Terri Jentz was a young woman on a quest for adventure. In the summer of 1977, Jentz and a female companion started on a cross-country bike trip from the Willamette Valley in Oregon .
At the time, both women were undergraduates at Yale University, and they'd planned to follow America's bicentennial bike trail, discovering the country and themselves along the way.
"I really had no clue what America was about," Jentz said. "But what I do remember is what you hear from the rock songs of those times, you know, like the Eagles or Fleetwood Mac -- go your own way. It was a sense that anything was possible and you just go out and make it happen."
On June 22, 1977, after a long day biking into the high desert, the two women rolled into Cline Falls State Park, near Redmond, Ore.
They pitched their tent near a stream. But Jentz said something unnerved them -- she called it a premonition. The women felt as if they were being watched.
"It was an animal instinct of danger, and we both had it, we both had it separately and we shared it with one another," Jentz said.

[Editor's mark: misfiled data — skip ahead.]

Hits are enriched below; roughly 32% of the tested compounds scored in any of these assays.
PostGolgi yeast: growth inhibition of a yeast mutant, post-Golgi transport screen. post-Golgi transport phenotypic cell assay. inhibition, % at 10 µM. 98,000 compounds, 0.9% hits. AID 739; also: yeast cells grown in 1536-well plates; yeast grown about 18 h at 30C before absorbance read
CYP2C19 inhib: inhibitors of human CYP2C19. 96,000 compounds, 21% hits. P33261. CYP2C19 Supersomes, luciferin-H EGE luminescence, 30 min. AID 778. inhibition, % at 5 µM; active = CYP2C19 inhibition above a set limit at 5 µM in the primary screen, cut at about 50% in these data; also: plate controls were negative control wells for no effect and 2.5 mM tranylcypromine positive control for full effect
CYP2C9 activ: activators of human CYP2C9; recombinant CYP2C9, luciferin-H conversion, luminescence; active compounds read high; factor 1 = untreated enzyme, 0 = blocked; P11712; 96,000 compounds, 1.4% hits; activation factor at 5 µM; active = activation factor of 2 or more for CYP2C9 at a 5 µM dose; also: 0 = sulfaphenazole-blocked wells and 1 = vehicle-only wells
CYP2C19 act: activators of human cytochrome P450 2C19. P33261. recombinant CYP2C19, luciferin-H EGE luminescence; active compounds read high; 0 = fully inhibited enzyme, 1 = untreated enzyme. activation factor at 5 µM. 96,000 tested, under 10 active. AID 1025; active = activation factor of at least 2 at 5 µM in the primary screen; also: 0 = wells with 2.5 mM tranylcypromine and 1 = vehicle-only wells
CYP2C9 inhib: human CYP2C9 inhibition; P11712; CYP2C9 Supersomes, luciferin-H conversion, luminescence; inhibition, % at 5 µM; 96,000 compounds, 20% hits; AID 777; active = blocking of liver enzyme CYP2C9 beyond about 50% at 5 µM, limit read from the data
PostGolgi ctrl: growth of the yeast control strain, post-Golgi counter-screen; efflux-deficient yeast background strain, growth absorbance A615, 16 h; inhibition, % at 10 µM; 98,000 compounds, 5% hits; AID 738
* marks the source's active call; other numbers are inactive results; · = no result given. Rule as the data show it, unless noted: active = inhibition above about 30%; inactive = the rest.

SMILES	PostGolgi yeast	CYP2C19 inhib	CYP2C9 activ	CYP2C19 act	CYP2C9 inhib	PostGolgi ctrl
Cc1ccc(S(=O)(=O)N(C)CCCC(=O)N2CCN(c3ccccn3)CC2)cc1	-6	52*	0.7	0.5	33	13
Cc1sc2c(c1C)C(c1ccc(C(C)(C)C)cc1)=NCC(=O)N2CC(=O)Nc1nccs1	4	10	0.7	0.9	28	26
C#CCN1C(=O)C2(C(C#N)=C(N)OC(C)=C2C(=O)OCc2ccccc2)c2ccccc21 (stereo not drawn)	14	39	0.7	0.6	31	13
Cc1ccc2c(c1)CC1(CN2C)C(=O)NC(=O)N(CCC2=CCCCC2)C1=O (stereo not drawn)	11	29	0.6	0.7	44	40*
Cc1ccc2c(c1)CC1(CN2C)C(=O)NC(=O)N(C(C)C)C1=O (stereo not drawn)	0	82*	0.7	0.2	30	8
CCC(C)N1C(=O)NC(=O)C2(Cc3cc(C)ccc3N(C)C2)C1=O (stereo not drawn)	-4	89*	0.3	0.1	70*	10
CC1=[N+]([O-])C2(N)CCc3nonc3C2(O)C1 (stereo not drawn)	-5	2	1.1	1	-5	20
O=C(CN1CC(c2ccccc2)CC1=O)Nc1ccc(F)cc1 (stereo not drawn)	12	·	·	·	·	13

But the women stayed anyway, thinking they were just being paranoid.
The women bedded down but Jentz said she woke up suddenly about a half hour later.
She said she realized there was a truck above her body.
'Being Murdered By a Single Psycho'
"I first thought it was an accident, because it's preposterous to wake up under a truck, and I know there were kids cruising the park road, and I would assume they had been drinking, so what if somebody accidentally went off the curve and over our tent," Jentz said.
She expected to hear a lot of noise, maybe a group of drunken teenagers. But instead she heard what sounded like a single person get out of the truck.
"And at that moment I hear my friend scream sharply, 'Leave us alone,' and then I hear a blow. Then I hear six more, just like that," Jentz said, clapping her hands.
Then, Jentz said, she heard nothing. "And then at that point I knew we're being murdered by a single psycho."
After his attack on Jentz's companion, the stranger turned back to her.
"He's above me, I'm thrashing from side to side. ... I catch a glimpse of a piece of wood, I feel a hunk of cold metal, and I then start losing consciousness," Jentz said.
At that point, Jentz said, she knew she was dying, but then a voice inside her said, "I'm too young to die."
She opened her eyes and she said standing over her was a "meticulously dressed cowboy ... straddling me on each side I could see the boots, the pant legs, the shirt meticulously tucked in his pants, but his head disappeared in darkness."
But most horrifying, Jentz said, "I could see poised above me was an ax or a hatchet."